Many MA classes will contain a ‘lecture’ element, conveying information and exemplifying an approach to the subject-matter that will enable students to develop a clear understanding of the subject and improve their own ability to analyse and evaluate information and arguments. Seminars enhance knowledge and understanding through preparation and interaction with other students and staff, promoting awareness of and respect for different viewpoints and approaches, and developing skills of articulacy, advocacy and interrogation. Through small group discussions and tutorials, feedback is provided on student work, with the opportunity to discuss specific issues in detail, enhancing student knowledge and writing skills.

The Dissertation module includes training in generic research skills, from the use of the Library to issues in referencing and bibliography. The subject specific core module introduces students to questions of interpretation and argument in the disciplines encompassed by theology and religion, and helps them to develop their own interests and questions that will issue in the MA dissertation. The latter is a piece of independent research, but it is fostered and guided through individual tutorials with a supervisor, with whom students meet throughout the academic year.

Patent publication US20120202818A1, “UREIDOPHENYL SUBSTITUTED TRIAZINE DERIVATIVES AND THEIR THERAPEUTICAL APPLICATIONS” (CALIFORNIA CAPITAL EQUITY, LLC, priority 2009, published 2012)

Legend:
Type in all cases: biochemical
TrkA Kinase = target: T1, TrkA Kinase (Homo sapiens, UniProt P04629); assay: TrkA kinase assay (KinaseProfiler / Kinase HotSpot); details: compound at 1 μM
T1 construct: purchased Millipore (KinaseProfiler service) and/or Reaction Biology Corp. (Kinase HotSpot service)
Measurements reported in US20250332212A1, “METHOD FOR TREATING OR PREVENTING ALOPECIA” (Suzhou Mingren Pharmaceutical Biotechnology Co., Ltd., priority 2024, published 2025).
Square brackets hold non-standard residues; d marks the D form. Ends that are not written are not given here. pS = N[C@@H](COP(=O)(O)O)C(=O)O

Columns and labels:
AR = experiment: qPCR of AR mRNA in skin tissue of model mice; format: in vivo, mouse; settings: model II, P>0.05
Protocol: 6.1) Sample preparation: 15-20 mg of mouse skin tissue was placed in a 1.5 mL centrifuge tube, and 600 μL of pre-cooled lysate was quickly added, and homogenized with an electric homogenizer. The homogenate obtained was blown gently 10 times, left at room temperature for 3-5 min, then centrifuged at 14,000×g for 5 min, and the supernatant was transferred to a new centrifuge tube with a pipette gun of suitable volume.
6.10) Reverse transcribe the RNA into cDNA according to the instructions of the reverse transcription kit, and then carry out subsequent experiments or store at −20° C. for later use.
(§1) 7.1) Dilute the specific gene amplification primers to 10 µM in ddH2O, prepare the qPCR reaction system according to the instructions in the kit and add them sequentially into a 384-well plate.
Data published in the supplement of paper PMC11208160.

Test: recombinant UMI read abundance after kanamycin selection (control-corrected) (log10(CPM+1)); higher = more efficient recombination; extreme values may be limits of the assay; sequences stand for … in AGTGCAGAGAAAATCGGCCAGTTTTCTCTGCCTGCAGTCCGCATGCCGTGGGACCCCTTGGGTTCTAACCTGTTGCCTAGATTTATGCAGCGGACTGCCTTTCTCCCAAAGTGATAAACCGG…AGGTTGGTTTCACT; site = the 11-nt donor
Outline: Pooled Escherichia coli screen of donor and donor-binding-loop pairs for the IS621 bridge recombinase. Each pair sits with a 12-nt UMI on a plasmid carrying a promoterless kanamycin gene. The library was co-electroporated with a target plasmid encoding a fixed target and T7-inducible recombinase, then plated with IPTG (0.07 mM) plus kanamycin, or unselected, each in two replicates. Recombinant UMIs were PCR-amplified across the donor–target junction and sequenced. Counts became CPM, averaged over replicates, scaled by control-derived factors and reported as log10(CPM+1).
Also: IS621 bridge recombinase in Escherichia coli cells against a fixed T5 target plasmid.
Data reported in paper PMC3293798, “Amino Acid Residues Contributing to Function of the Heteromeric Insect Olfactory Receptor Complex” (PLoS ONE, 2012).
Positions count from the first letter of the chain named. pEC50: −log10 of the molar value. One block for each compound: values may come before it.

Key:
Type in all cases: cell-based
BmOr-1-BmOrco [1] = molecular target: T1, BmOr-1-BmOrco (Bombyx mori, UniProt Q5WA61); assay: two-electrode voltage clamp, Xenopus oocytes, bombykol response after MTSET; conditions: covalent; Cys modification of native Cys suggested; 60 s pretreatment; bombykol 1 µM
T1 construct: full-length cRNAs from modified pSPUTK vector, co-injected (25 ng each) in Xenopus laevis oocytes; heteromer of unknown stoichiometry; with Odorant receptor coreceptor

Other admission requirements

*The two principal exceptions to this rule are as follows: graduates of other disciplines who have studied at undergraduate or equivalent level in one or more of the areas in which they hope to work, through their first degrees, through training for the ministry of the churches, and so on; students from overseas universities who have successfully reached a point in their theological studies comparable with completion of a British BA at the standard noted above - for example, on the German model, passing the Zwischenprüfung or Kolloquium and two semesters at the Hauptseminar level. When applying, please ensure that your two chosen referees send their confidential academic references (using the reference form [Word]) to us in a timely manner. Please note that we are unable to accept ‘open’ references submitted by yourself. The referees may send the references by email directly from their institutional email addresses to provided they are signed, or by post to the address provided on the reference form.

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In this course, the focus is on religion in its anthropological and sociological perspectives. Read more
In this course, the focus is on religion in its anthropological and sociological perspectives. Durham has particular strengths in the study of Mormonism; death, dying and disposal; shamanism; religion and emotion; religion/faith and globalisation; religion and politics; contemporary evangelicalism and post-evangelicalism; and religion and generational change. It also boasts the Centre for Death and Life Studies and the Project for Spirituality, Theology and Health.

Course Structure

Social Scientific Methods in the Study of Religion core module, Three option modules, Dissertation.

Core Modules

-Social Scientific Methods in the Study of Religion
-Dissertation

Optional Modules

Optional Modules in previous years have included:
2-3 choices from:
-Ritual, Symbolism and Belief in the Anthropology of Religion